6000 Considerations for County Planners: Components of Zoning Ordinances Relative to Poultry | UGA Cooperative Extension

By Dan L. Cunningham, Ph.D., Extension Poultry Scientist (retired)
Reviewed by Casey Ritz, Ph.D., Extension Poultry Scientist

Poultry farming is the number one agricultural enterprise in Georgia, providing significant economic benefits to local communities and the state. Poultry production has a long and impressive history as a prosperous and steady-growth business for many of Georgia’s farmers. It also has a record of rapid adoption of new technology and best management programs, making it one of the most progressive agricultural enterprises with regard to environmental initiatives and community issues. As pointed out in previous publications, (1, 2) it is important to protect this vital industry by developing prudently devised and factually based zoning ordinances. When drafting ordinances related to poultry production, consider the following components and terminology:

Notice of Agricultural Adjacency

“When a non-agricultural use is proposed for property abutting existing agricultural-use properties, the developer or property owner shall be provided with a notice of agricultural adjacency at the time of application for a building permit. The applicant will be required to sign a waiver indicating that the applicant understands that there is an ongoing agricultural land use adjacent to the subject property that could produce odors, noise, dust and other effects as part of normal operation that may not be compatible with the applicant’s development. By signing the waiver, the applicant agrees not to bring any nuisance action against the agricultural operation provided that said agricultural operation is operated in conformance with best management practices and all applicable local, state and federal regulations.”

Nuisance Shield

“An agricultural operation that is in compliance with the requirements of this ordinance and the requirements of state and federal regulatory agencies and local laws shall be presumed not to be a nuisance.”

Minimum Setback Waivers

“The required minimum setbacks specified within the ordinance for agricultural operations may be reduced at the discretion of the Board of Commissioners, or their designated officials, provided all affected surrounding property owners agree to the reduction. Said affected property owners shall be required to sign a waiver stipulating to this agreement.”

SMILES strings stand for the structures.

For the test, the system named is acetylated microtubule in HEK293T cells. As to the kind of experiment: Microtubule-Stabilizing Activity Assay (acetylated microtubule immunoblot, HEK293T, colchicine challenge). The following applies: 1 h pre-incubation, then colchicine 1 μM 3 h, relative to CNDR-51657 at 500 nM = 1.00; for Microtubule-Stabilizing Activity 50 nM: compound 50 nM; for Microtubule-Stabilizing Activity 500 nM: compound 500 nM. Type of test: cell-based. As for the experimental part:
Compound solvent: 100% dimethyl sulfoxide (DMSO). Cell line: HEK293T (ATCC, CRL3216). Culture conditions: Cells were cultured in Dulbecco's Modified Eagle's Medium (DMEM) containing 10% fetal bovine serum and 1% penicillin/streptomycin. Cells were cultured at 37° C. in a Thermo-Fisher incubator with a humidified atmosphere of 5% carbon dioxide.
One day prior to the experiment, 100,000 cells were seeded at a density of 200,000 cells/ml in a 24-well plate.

Minimum setback requirements are a critical component of ordinances related to concentrated livestock production. This subject has been discussed in companion publications.(2, 3)

Reciprocal Setbacks

“The required minimum setbacks specified in the ordinance shall be applied to any proposed non-agricultural use abutting or adjacent to any existing agricultural district or use, unless an agricultural adjacency waiver has been signed.”

Reciprocal setbacks are important components of ordinances for protecting agricultural operations from urban sprawl and encroachment issues.

Land Application of Manure/Waste

“All handling and land application of animal manure or waste by-product from agricultural operations shall comply with all applicable state and federal regulations.”

Land application of poultry litter as an organic fertilizer from poultry production facilities is a standard practice in Georgia. When applied properly, it has value as a fertilizer and soil amendment for many crops. The appropriate application rates for this material are achieved through the use of farm-site specific nutrient management plans and oversight by the Georgia Department of Agriculture (GDA) and the Georgia Environmental Protection Division (EPD).

Dead Animal Disposal

“Animal mortalities shall be disposed of by a method approved by EPD and GDA in a way that does not adversely affect ground or surface water or create a public health concern.”

Dead animal disposal is permitted by the Georgia Department of Agriculture. Part of the permitting process requires regular inspection of disposal facilities by GDA.

Existing Non-Conforming Facilities

“Facilities in operation at the time of adoption of this ordinance that do not meet the requirements specified herein for new or expanding operations shall be “grandfathered” in as non-conforming for the purposes of this ordinance. Such operations shall not have to comply with location and setback requirements provided they are in compliance with applicable state and federal regulations.”

References

  1. Facts for County Planners: Zoning Issues and Poultry Production. Dan L. Cunningham, Department of Poultry Science, University of Georgia, Extension Circular 932. November, 2008.
  2. Facts for County Planners: Set-Backs for Poultry Houses. Dan L. Cunningham, Department of Poultry Science, University of Georgia, Extension Circular 931. November, 2008.
  3. Guide for Preparing Zoning Ordinances Relative to the Poultry Industry in Georgia. Larry R. Vest and Dan L. Cunningham, Department of Poultry Science, University of Georgia, Bulletin 842. June, 1997.

This publication was formerly numbered as Miscellaneous Publication (MP) 118.


Status and Revision History
Published on Dec 08, 2008
Published with Full Review on Nov 08, 2011
Published with Full Review on Nov 11, 2015

Faculty
Casey W. Ritz Professor, Poultry Science Dan L. Cunningham Extension Coordinator - Poultry Science, Poultry Science
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